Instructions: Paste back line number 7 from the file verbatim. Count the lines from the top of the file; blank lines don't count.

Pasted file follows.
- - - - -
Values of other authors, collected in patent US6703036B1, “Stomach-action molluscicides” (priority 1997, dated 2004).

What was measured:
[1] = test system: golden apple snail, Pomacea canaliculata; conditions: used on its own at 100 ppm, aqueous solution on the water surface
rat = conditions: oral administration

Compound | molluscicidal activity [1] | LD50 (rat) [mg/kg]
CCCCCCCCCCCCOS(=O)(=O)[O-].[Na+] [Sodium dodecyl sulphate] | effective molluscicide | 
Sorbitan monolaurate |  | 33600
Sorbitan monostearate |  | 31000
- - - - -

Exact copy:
Sorbitan monolaurate |  | 33600